Jeff Love and Michael Meng on the politics of the rectoral address.
Heidegger is a revolutionary. His philosophy is revolutionary. This revolutionary
philosophy requires a revolutionary politics. The merger of theory
and practice—thought as happening or event, as “spiritual-historical existence,”
which is of the essence of that thought, is a direct intervention into the
polis, its most cherished commonplaces. Heidegger does not seek to hide from
the polis; he does not prefer the cloister, the monastic cell, the warm room with
a stove walled off from the worlds of human activity. Surely, the rectoral
address is sufficient evidence of this: Heidegger declares in effect, just as Marx
did less than a century earlier, that philosophy cannot simply be content to stay
in the garden.
Yet is this not what Heidegger declared it should do after the rectorship?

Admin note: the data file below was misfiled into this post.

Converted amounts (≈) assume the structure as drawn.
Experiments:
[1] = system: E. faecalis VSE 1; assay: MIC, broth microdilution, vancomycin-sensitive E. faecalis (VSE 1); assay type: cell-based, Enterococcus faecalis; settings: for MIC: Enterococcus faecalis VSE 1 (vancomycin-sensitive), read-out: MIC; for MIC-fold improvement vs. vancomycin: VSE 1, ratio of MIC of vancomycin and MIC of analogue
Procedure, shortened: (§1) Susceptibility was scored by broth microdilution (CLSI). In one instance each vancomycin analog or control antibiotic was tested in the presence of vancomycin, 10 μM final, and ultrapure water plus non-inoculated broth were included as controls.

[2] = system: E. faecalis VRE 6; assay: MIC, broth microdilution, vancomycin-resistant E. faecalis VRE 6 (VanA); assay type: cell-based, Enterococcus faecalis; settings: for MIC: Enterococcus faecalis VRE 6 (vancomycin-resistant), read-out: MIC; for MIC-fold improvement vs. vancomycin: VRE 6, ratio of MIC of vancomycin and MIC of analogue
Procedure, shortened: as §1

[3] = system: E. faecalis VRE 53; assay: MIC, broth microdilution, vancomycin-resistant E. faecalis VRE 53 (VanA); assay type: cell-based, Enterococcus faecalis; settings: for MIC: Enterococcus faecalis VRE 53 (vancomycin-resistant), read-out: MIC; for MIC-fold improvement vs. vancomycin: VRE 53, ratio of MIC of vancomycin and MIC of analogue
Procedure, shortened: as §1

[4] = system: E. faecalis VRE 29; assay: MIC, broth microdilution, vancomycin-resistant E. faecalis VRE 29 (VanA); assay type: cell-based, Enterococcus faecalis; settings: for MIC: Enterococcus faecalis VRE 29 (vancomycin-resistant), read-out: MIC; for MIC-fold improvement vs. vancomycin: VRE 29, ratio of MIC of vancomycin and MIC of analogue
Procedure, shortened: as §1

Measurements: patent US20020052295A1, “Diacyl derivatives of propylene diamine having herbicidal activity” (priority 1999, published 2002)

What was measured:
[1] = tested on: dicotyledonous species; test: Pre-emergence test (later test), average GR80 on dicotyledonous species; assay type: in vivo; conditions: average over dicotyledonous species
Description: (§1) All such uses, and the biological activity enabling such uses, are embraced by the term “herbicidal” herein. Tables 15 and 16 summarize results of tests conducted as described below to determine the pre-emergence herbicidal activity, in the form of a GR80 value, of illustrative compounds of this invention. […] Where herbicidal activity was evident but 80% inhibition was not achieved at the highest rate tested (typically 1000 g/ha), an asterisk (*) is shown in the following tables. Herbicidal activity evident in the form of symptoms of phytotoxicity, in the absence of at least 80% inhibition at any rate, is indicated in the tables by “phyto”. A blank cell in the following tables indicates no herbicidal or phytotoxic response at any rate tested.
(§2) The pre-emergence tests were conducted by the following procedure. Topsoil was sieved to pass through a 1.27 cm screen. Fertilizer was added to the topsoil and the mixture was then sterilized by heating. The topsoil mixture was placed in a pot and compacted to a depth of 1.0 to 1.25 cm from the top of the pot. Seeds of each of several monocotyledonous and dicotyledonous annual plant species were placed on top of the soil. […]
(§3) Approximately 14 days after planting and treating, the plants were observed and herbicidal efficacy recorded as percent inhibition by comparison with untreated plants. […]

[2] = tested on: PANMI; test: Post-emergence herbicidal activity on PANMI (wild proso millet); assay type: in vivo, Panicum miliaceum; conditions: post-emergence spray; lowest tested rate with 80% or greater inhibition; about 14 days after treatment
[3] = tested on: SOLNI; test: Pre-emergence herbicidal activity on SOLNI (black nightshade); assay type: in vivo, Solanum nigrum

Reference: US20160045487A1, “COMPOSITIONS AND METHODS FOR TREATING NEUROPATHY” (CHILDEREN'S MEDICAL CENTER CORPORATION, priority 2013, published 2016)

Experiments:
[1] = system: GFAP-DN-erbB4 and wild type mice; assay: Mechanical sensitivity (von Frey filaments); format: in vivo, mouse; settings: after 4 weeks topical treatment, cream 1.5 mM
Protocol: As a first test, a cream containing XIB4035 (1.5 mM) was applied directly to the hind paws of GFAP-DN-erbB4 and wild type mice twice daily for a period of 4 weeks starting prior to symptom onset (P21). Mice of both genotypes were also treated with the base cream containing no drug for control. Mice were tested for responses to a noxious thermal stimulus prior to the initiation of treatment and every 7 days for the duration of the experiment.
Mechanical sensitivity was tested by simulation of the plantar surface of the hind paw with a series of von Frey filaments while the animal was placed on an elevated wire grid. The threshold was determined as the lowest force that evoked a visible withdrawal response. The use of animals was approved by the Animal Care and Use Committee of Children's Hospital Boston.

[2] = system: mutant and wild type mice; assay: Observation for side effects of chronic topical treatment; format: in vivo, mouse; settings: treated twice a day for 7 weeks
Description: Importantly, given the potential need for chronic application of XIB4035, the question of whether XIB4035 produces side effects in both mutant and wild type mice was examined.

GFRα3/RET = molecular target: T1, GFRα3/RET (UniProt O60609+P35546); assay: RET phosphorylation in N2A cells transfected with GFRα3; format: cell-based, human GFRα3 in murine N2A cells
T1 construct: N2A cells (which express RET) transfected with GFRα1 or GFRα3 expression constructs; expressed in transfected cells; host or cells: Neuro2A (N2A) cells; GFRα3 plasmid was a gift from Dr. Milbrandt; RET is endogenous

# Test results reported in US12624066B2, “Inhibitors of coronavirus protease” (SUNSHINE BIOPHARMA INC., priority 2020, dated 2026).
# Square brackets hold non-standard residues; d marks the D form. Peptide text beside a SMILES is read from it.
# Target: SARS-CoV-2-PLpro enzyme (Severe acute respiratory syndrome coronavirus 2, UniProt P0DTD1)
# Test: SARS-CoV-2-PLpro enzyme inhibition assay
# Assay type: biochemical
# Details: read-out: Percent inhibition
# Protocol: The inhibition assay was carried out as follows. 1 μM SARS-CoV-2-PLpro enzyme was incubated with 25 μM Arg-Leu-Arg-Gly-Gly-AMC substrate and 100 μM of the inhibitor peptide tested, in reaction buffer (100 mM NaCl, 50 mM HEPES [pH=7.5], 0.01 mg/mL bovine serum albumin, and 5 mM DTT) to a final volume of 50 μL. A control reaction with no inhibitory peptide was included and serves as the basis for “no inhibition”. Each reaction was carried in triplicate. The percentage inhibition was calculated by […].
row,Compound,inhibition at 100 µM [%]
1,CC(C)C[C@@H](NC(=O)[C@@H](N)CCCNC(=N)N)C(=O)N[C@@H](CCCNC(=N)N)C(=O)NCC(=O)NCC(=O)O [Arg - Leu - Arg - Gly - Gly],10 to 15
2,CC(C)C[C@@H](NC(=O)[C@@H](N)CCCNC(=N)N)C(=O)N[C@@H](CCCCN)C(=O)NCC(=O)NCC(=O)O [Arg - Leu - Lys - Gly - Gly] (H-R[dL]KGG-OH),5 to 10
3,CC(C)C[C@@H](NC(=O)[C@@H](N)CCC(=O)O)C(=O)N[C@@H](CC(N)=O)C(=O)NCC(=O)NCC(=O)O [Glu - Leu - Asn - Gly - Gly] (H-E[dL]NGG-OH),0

Did not Heidegger make it perfectly clear that philosophy had no place in the
city, that, indeed, the rectorship was an “aberration”? We have seen that the
rectoral address is deeply political, that it calls for nothing less than a complete
reconsideration of the polis and of the relation of philosophy to the polis. Is the
address itself then merely an “aberration” as well, an exercise of Heideggerian
rhetoric, which one may either admire or decry? Are there two Heideggers or,
perhaps, even more? Which is the “real” Heidegger?
We wish to argue that the “real” Heidegger appears in the rectoral
address, that Heidegger never repudiated its revolutionary content, though he
certainly had to find ways to mitigate the failure of its ambitious scope as well
as the association it created between him and a disastrously failed “movement.”
But these latter choices were largely tactical—they do not go to the
heart of the address’s concerns. If philosophy returns to its ambiguities after
1934, it is not because philosophy as such has changed but because the possibility
of realizing a philosophical revolution has.
From "The Political Myths of Martin Heidegger".